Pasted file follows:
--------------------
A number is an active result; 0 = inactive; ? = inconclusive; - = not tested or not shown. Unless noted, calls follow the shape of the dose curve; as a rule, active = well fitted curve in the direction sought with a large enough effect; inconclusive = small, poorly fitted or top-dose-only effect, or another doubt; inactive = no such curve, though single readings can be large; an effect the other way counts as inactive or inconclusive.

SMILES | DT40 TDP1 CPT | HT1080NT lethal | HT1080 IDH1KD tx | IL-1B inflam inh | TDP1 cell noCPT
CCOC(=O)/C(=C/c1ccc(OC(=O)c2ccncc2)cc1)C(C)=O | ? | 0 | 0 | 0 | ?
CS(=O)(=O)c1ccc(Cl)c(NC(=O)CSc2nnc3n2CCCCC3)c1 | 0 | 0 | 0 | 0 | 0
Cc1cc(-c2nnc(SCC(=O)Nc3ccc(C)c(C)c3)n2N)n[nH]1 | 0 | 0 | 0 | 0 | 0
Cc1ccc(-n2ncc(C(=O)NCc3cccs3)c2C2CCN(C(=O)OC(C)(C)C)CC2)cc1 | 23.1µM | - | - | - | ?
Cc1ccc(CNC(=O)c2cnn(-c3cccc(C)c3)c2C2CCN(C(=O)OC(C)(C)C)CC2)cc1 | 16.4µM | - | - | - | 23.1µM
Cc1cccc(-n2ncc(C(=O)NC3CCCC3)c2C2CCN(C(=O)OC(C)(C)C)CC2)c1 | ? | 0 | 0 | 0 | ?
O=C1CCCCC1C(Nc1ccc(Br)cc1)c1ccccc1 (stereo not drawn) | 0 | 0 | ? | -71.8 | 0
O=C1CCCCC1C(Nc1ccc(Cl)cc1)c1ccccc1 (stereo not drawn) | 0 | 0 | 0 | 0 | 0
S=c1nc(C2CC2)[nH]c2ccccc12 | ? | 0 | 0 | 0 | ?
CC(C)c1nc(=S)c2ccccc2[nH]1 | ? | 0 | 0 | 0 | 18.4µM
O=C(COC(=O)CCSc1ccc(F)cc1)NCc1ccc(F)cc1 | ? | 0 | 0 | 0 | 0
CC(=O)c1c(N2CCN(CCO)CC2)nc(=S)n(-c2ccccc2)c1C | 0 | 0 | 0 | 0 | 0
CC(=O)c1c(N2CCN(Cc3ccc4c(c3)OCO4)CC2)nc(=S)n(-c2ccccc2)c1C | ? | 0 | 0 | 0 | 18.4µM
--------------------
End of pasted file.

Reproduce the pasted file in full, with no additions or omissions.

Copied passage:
A number is an active result; 0 = inactive; ? = inconclusive; - = not tested or not shown. Unless noted, calls follow the shape of the dose curve; as a rule, active = well fitted curve in the direction sought with a large enough effect; inconclusive = small, poorly fitted or top-dose-only effect, or another doubt; inactive = no such curve, though single readings can be large; an effect the other way counts as inactive or inconclusive.

SMILES | DT40 TDP1 CPT | HT1080NT lethal | HT1080 IDH1KD tx | IL-1B inflam inh | TDP1 cell noCPT
CCOC(=O)/C(=C/c1ccc(OC(=O)c2ccncc2)cc1)C(C)=O | ? | 0 | 0 | 0 | ?
CS(=O)(=O)c1ccc(Cl)c(NC(=O)CSc2nnc3n2CCCCC3)c1 | 0 | 0 | 0 | 0 | 0
Cc1cc(-c2nnc(SCC(=O)Nc3ccc(C)c(C)c3)n2N)n[nH]1 | 0 | 0 | 0 | 0 | 0
Cc1ccc(-n2ncc(C(=O)NCc3cccs3)c2C2CCN(C(=O)OC(C)(C)C)CC2)cc1 | 23.1µM | - | - | - | ?
Cc1ccc(CNC(=O)c2cnn(-c3cccc(C)c3)c2C2CCN(C(=O)OC(C)(C)C)CC2)cc1 | 16.4µM | - | - | - | 23.1µM
Cc1cccc(-n2ncc(C(=O)NC3CCCC3)c2C2CCN(C(=O)OC(C)(C)C)CC2)c1 | ? | 0 | 0 | 0 | ?
O=C1CCCCC1C(Nc1ccc(Br)cc1)c1ccccc1 (stereo not drawn) | 0 | 0 | ? | -71.8 | 0
O=C1CCCCC1C(Nc1ccc(Cl)cc1)c1ccccc1 (stereo not drawn) | 0 | 0 | 0 | 0 | 0
S=c1nc(C2CC2)[nH]c2ccccc12 | ? | 0 | 0 | 0 | ?
CC(C)c1nc(=S)c2ccccc2[nH]1 | ? | 0 | 0 | 0 | 18.4µM
O=C(COC(=O)CCSc1ccc(F)cc1)NCc1ccc(F)cc1 | ? | 0 | 0 | 0 | 0
CC(=O)c1c(N2CCN(CCO)CC2)nc(=S)n(-c2ccccc2)c1C | 0 | 0 | 0 | 0 | 0
CC(=O)c1c(N2CCN(Cc3ccc4c(c3)OCO4)CC2)nc(=S)n(-c2ccccc2)c1C | ? | 0 | 0 | 0 | 18.4µM